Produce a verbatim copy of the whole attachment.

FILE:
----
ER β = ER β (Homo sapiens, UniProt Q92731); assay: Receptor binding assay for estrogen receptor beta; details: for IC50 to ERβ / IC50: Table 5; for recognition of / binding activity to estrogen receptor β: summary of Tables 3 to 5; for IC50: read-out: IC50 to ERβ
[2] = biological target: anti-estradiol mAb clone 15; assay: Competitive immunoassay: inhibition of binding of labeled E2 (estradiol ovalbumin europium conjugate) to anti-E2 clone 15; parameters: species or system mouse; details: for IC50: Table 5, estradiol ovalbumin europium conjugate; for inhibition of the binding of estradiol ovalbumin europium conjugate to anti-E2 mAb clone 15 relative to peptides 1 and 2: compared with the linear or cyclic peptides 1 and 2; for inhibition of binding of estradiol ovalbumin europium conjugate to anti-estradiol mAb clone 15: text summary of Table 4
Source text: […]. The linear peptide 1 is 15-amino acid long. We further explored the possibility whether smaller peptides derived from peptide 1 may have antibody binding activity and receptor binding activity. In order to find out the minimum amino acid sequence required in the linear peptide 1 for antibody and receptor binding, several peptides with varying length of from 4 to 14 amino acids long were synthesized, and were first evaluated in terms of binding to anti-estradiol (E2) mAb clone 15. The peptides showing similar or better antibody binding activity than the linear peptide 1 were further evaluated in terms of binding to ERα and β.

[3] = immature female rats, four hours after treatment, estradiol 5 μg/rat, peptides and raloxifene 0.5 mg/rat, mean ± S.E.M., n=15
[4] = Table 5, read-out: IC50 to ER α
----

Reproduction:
ER β = ER β (Homo sapiens, UniProt Q92731); assay: Receptor binding assay for estrogen receptor beta; details: for IC50 to ERβ / IC50: Table 5; for recognition of / binding activity to estrogen receptor β: summary of Tables 3 to 5; for IC50: read-out: IC50 to ERβ
[2] = biological target: anti-estradiol mAb clone 15; assay: Competitive immunoassay: inhibition of binding of labeled E2 (estradiol ovalbumin europium conjugate) to anti-E2 clone 15; parameters: species or system mouse; details: for IC50: Table 5, estradiol ovalbumin europium conjugate; for inhibition of the binding of estradiol ovalbumin europium conjugate to anti-E2 mAb clone 15 relative to peptides 1 and 2: compared with the linear or cyclic peptides 1 and 2; for inhibition of binding of estradiol ovalbumin europium conjugate to anti-estradiol mAb clone 15: text summary of Table 4
Source text: […]. The linear peptide 1 is 15-amino acid long. We further explored the possibility whether smaller peptides derived from peptide 1 may have antibody binding activity and receptor binding activity. In order to find out the minimum amino acid sequence required in the linear peptide 1 for antibody and receptor binding, several peptides with varying length of from 4 to 14 amino acids long were synthesized, and were first evaluated in terms of binding to anti-estradiol (E2) mAb clone 15. The peptides showing similar or better antibody binding activity than the linear peptide 1 were further evaluated in terms of binding to ERα and β.

[3] = immature female rats, four hours after treatment, estradiol 5 μg/rat, peptides and raloxifene 0.5 mg/rat, mean ± S.E.M., n=15
[4] = Table 5, read-out: IC50 to ER α